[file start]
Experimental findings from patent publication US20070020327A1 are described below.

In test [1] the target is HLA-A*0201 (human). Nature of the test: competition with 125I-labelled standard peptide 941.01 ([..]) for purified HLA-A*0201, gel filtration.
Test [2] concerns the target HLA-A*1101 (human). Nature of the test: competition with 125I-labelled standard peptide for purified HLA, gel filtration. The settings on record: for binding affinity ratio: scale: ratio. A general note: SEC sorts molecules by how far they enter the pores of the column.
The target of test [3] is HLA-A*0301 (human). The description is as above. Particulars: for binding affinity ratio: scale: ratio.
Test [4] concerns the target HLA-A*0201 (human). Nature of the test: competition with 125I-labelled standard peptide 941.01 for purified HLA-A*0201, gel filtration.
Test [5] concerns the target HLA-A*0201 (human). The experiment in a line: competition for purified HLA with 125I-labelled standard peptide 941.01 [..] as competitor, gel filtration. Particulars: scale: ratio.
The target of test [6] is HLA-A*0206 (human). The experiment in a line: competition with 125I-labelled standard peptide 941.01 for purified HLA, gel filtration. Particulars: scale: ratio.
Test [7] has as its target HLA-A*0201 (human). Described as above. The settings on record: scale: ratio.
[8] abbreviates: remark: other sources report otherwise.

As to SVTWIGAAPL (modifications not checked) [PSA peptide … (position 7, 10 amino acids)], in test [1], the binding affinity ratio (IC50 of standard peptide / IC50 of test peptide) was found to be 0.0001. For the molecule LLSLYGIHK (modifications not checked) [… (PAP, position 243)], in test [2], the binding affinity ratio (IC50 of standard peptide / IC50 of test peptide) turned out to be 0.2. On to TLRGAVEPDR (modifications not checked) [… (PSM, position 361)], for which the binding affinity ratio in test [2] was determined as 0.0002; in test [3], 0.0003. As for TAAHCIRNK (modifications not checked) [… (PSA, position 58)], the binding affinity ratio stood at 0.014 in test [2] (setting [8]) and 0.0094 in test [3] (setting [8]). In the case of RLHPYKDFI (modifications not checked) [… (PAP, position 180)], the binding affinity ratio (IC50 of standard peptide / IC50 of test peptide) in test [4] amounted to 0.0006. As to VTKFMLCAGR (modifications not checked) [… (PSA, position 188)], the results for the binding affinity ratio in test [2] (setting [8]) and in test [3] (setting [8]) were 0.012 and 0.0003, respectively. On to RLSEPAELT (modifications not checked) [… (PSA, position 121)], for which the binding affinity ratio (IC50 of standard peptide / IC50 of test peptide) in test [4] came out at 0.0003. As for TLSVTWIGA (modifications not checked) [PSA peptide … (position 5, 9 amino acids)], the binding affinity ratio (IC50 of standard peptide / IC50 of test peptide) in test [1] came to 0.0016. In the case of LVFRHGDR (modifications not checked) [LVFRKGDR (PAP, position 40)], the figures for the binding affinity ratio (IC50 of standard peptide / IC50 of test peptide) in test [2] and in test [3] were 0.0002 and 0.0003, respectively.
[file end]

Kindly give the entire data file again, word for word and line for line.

Experimental findings from patent publication US20070020327A1 are described below.

In test [1] the target is HLA-A*0201 (human). Nature of the test: competition with 125I-labelled standard peptide 941.01 ([..]) for purified HLA-A*0201, gel filtration.
Test [2] concerns the target HLA-A*1101 (human). Nature of the test: competition with 125I-labelled standard peptide for purified HLA, gel filtration. The settings on record: for binding affinity ratio: scale: ratio. A general note: SEC sorts molecules by how far they enter the pores of the column.
The target of test [3] is HLA-A*0301 (human). The description is as above. Particulars: for binding affinity ratio: scale: ratio.
Test [4] concerns the target HLA-A*0201 (human). Nature of the test: competition with 125I-labelled standard peptide 941.01 for purified HLA-A*0201, gel filtration.
Test [5] concerns the target HLA-A*0201 (human). The experiment in a line: competition for purified HLA with 125I-labelled standard peptide 941.01 [..] as competitor, gel filtration. Particulars: scale: ratio.
The target of test [6] is HLA-A*0206 (human). The experiment in a line: competition with 125I-labelled standard peptide 941.01 for purified HLA, gel filtration. Particulars: scale: ratio.
Test [7] has as its target HLA-A*0201 (human). Described as above. The settings on record: scale: ratio.
[8] abbreviates: remark: other sources report otherwise.

As to SVTWIGAAPL (modifications not checked) [PSA peptide … (position 7, 10 amino acids)], in test [1], the binding affinity ratio (IC50 of standard peptide / IC50 of test peptide) was found to be 0.0001. For the molecule LLSLYGIHK (modifications not checked) [… (PAP, position 243)], in test [2], the binding affinity ratio (IC50 of standard peptide / IC50 of test peptide) turned out to be 0.2. On to TLRGAVEPDR (modifications not checked) [… (PSM, position 361)], for which the binding affinity ratio in test [2] was determined as 0.0002; in test [3], 0.0003. As for TAAHCIRNK (modifications not checked) [… (PSA, position 58)], the binding affinity ratio stood at 0.014 in test [2] (setting [8]) and 0.0094 in test [3] (setting [8]). In the case of RLHPYKDFI (modifications not checked) [… (PAP, position 180)], the binding affinity ratio (IC50 of standard peptide / IC50 of test peptide) in test [4] amounted to 0.0006. As to VTKFMLCAGR (modifications not checked) [… (PSA, position 188)], the results for the binding affinity ratio in test [2] (setting [8]) and in test [3] (setting [8]) were 0.012 and 0.0003, respectively. On to RLSEPAELT (modifications not checked) [… (PSA, position 121)], for which the binding affinity ratio (IC50 of standard peptide / IC50 of test peptide) in test [4] came out at 0.0003. As for TLSVTWIGA (modifications not checked) [PSA peptide … (position 5, 9 amino acids)], the binding affinity ratio (IC50 of standard peptide / IC50 of test peptide) in test [1] came to 0.0016. In the case of LVFRHGDR (modifications not checked) [LVFRKGDR (PAP, position 40)], the figures for the binding affinity ratio (IC50 of standard peptide / IC50 of test peptide) in test [2] and in test [3] were 0.0002 and 0.0003, respectively.